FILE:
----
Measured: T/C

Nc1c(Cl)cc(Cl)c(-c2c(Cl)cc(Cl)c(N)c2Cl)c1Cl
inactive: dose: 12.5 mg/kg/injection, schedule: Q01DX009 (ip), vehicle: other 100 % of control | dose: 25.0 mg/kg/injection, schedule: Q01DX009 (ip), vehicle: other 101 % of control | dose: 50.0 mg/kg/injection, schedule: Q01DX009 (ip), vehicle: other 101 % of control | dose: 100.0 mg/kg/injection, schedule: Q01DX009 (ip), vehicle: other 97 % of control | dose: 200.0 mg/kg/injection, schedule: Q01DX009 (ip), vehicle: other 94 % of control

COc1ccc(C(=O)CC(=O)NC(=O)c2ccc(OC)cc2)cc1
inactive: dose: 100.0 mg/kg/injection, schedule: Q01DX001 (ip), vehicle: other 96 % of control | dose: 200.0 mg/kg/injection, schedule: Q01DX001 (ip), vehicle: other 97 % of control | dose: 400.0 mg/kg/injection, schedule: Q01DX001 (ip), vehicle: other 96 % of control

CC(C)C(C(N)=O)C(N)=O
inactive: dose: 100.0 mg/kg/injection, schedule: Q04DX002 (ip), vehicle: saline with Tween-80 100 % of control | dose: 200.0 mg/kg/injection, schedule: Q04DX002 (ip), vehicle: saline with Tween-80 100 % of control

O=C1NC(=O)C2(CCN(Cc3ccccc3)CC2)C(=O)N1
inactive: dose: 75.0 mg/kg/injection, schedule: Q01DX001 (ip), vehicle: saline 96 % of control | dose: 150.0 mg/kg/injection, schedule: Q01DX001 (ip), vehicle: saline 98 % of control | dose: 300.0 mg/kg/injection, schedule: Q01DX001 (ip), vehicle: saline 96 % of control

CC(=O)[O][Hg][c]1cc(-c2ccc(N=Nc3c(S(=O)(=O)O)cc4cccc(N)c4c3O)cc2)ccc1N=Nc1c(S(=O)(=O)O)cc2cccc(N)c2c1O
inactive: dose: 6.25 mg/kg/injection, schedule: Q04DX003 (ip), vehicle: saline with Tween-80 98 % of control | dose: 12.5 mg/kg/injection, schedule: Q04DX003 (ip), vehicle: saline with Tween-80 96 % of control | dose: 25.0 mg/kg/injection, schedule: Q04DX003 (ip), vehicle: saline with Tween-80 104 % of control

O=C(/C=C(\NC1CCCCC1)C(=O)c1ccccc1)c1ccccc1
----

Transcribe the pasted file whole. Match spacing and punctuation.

Measured: T/C

Nc1c(Cl)cc(Cl)c(-c2c(Cl)cc(Cl)c(N)c2Cl)c1Cl
inactive: dose: 12.5 mg/kg/injection, schedule: Q01DX009 (ip), vehicle: other 100 % of control | dose: 25.0 mg/kg/injection, schedule: Q01DX009 (ip), vehicle: other 101 % of control | dose: 50.0 mg/kg/injection, schedule: Q01DX009 (ip), vehicle: other 101 % of control | dose: 100.0 mg/kg/injection, schedule: Q01DX009 (ip), vehicle: other 97 % of control | dose: 200.0 mg/kg/injection, schedule: Q01DX009 (ip), vehicle: other 94 % of control

COc1ccc(C(=O)CC(=O)NC(=O)c2ccc(OC)cc2)cc1
inactive: dose: 100.0 mg/kg/injection, schedule: Q01DX001 (ip), vehicle: other 96 % of control | dose: 200.0 mg/kg/injection, schedule: Q01DX001 (ip), vehicle: other 97 % of control | dose: 400.0 mg/kg/injection, schedule: Q01DX001 (ip), vehicle: other 96 % of control

CC(C)C(C(N)=O)C(N)=O
inactive: dose: 100.0 mg/kg/injection, schedule: Q04DX002 (ip), vehicle: saline with Tween-80 100 % of control | dose: 200.0 mg/kg/injection, schedule: Q04DX002 (ip), vehicle: saline with Tween-80 100 % of control

O=C1NC(=O)C2(CCN(Cc3ccccc3)CC2)C(=O)N1
inactive: dose: 75.0 mg/kg/injection, schedule: Q01DX001 (ip), vehicle: saline 96 % of control | dose: 150.0 mg/kg/injection, schedule: Q01DX001 (ip), vehicle: saline 98 % of control | dose: 300.0 mg/kg/injection, schedule: Q01DX001 (ip), vehicle: saline 96 % of control

CC(=O)[O][Hg][c]1cc(-c2ccc(N=Nc3c(S(=O)(=O)O)cc4cccc(N)c4c3O)cc2)ccc1N=Nc1c(S(=O)(=O)O)cc2cccc(N)c2c1O
inactive: dose: 6.25 mg/kg/injection, schedule: Q04DX003 (ip), vehicle: saline with Tween-80 98 % of control | dose: 12.5 mg/kg/injection, schedule: Q04DX003 (ip), vehicle: saline with Tween-80 96 % of control | dose: 25.0 mg/kg/injection, schedule: Q04DX003 (ip), vehicle: saline with Tween-80 104 % of control

O=C(/C=C(\NC1CCCCC1)C(=O)c1ccccc1)c1ccccc1